The Arizona Cardinals made considerable strides on offense last season.
They scored 129 more points in 2013 than they did in 2012, while scoring 16 more touchdowns, gaining 83 more first downs, tallying 13 more passing touchdowns and 1,333 more yards.
Ultimately, the Cardinals finished 12th in the NFL in total offense and 16th in points per game. While not great, they were better than before and appear primed to take another step forward given the addition of talent along with comfort in Bruce Arians’ system.
Yet, according to Pro Football Focus’ Gordon McGuinness, in an ESPN Insider piece, Arizona actually has the 29th-best offense in the league.
That’s out of 32 teams, by the way, with the Cards finishing ahead of only the Buffalo Bills, New York Jets and Jacksonville Jaguars.
McGuinness writes that the Cardinals are ranked 22nd in QBs, 24th in running backs, 24th in receivers and 30th in offensive line. The way they see it, Arizona is “below average” at every position except for offensive line, where they are “poor.”
On the surface the Arizona Cardinals have some talented pieces in place, most notably at wide receiver with Larry Fitzgerald and Michael Floyd. The offensive line, however, allowed the most pressure on a per-snap basis a year ago, with 242 total pressures from 620 passing plays.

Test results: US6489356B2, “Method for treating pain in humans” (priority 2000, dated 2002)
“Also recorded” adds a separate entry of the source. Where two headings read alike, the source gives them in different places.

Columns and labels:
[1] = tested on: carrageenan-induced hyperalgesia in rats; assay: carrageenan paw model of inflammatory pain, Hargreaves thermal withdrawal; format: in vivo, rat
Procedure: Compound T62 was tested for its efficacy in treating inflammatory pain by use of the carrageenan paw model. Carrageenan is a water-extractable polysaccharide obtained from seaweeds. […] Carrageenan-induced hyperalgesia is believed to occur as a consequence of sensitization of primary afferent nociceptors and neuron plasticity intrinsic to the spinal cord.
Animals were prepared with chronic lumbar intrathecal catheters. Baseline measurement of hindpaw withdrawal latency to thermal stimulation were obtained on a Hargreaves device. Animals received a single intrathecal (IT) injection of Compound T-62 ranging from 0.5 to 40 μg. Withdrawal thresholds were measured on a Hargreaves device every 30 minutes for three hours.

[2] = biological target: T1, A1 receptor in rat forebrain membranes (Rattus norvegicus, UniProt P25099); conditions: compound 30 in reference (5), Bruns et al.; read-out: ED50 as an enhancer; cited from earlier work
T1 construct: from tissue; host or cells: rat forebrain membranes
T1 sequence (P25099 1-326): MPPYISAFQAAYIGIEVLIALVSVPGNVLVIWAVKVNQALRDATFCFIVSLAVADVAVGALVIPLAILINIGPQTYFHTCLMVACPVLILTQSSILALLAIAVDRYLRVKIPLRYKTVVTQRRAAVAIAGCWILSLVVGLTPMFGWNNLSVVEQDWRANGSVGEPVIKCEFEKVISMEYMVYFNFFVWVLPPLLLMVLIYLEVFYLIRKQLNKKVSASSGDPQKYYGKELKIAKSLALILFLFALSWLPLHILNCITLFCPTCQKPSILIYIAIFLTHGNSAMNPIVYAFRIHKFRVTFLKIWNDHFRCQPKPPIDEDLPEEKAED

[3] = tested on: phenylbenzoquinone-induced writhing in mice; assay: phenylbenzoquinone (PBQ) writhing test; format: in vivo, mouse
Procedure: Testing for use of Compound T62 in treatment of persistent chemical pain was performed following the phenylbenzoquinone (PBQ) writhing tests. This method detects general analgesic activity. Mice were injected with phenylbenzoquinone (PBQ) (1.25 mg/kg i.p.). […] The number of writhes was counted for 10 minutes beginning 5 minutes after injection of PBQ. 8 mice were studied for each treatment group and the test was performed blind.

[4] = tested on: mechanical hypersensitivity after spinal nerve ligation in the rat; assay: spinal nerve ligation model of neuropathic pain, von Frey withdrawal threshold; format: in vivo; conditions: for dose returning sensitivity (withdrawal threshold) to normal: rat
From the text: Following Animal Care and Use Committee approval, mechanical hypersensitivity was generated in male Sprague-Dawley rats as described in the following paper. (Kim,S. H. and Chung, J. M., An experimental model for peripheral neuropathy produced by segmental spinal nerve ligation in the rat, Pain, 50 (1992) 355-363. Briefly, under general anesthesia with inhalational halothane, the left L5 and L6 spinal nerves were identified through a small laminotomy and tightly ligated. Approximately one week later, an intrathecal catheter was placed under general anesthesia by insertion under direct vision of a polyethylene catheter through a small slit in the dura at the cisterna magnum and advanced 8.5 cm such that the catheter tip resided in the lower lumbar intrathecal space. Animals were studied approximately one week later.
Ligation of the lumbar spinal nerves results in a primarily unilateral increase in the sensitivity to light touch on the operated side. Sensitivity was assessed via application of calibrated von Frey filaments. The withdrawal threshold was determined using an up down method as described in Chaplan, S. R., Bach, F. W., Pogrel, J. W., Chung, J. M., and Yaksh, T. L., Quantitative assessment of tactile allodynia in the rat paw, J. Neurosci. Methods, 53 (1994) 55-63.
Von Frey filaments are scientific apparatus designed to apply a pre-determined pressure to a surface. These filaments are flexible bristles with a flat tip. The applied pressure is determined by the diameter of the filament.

The good news is that adding Jared Veldheer helps, as will Bobby Massie’s expected return to the starting lineup at right tackle, but will it make enough of a difference? At running back it’s hard not to be impressed by Andre Ellington, who forced 31 missed tackles from just 157 touches on offense, but it’s fair to question whether he can be an every-down back or if he’s better suited for a lower-volume, higher-impact role in which he won’t be worn down by a full workload.
The concerns are somewhat valid, because until the Cardinals’ revamped offensive line proves it is better, there will be questions about if, in fact, it is.
But there is little denying the amount of talent the team has at the skill positions — especially at wide receiver with Fitzgerald, Floyd, John Brown and Ted Ginn, Jr., among others — and Ellington may very well prove to be a capable lead back.
Things could always go south for the team and it is possible this projection will prove to be true. But on the surface, at least, it appears the Cardinals’ offense may be a tad bit underrated.